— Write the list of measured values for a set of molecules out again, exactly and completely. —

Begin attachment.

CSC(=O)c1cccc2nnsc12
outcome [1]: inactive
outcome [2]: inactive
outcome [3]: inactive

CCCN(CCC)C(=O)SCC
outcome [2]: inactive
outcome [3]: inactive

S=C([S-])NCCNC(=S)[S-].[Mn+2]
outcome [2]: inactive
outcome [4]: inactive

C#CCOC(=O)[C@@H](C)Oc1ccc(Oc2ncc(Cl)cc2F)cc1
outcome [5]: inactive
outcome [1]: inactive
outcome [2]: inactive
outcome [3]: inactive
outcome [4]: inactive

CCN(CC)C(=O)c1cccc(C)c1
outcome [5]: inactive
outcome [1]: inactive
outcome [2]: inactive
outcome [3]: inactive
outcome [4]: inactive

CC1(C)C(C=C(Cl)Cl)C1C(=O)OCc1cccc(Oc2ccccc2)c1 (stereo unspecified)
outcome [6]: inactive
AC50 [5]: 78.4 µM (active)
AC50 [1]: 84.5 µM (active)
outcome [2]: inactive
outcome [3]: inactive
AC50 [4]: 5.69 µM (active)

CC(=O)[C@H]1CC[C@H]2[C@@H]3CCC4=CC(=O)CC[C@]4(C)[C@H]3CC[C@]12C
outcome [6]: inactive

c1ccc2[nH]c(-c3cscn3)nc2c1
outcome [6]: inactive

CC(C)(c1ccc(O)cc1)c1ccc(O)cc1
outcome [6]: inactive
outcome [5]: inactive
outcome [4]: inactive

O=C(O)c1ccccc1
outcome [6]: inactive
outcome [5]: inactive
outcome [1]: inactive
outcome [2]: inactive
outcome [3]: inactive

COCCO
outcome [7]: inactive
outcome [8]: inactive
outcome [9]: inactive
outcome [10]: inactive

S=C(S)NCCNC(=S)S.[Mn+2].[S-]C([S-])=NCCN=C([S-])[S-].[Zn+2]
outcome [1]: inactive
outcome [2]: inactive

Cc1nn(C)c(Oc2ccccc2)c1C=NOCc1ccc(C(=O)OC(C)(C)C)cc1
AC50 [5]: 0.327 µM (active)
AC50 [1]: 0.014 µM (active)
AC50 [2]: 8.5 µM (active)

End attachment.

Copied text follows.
CSC(=O)c1cccc2nnsc12
outcome [1]: inactive
outcome [2]: inactive
outcome [3]: inactive

CCCN(CCC)C(=O)SCC
outcome [2]: inactive
outcome [3]: inactive

S=C([S-])NCCNC(=S)[S-].[Mn+2]
outcome [2]: inactive
outcome [4]: inactive

C#CCOC(=O)[C@@H](C)Oc1ccc(Oc2ncc(Cl)cc2F)cc1
outcome [5]: inactive
outcome [1]: inactive
outcome [2]: inactive
outcome [3]: inactive
outcome [4]: inactive

CCN(CC)C(=O)c1cccc(C)c1
outcome [5]: inactive
outcome [1]: inactive
outcome [2]: inactive
outcome [3]: inactive
outcome [4]: inactive

CC1(C)C(C=C(Cl)Cl)C1C(=O)OCc1cccc(Oc2ccccc2)c1 (stereo unspecified)
outcome [6]: inactive
AC50 [5]: 78.4 µM (active)
AC50 [1]: 84.5 µM (active)
outcome [2]: inactive
outcome [3]: inactive
AC50 [4]: 5.69 µM (active)

CC(=O)[C@H]1CC[C@H]2[C@@H]3CCC4=CC(=O)CC[C@]4(C)[C@H]3CC[C@]12C
outcome [6]: inactive

c1ccc2[nH]c(-c3cscn3)nc2c1
outcome [6]: inactive

CC(C)(c1ccc(O)cc1)c1ccc(O)cc1
outcome [6]: inactive
outcome [5]: inactive
outcome [4]: inactive

O=C(O)c1ccccc1
outcome [6]: inactive
outcome [5]: inactive
outcome [1]: inactive
outcome [2]: inactive
outcome [3]: inactive

COCCO
outcome [7]: inactive
outcome [8]: inactive
outcome [9]: inactive
outcome [10]: inactive

S=C(S)NCCNC(=S)S.[Mn+2].[S-]C([S-])=NCCN=C([S-])[S-].[Zn+2]
outcome [1]: inactive
outcome [2]: inactive

Cc1nn(C)c(Oc2ccccc2)c1C=NOCc1ccc(C(=O)OC(C)(C)C)cc1
AC50 [5]: 0.327 µM (active)
AC50 [1]: 0.014 µM (active)
AC50 [2]: 8.5 µM (active)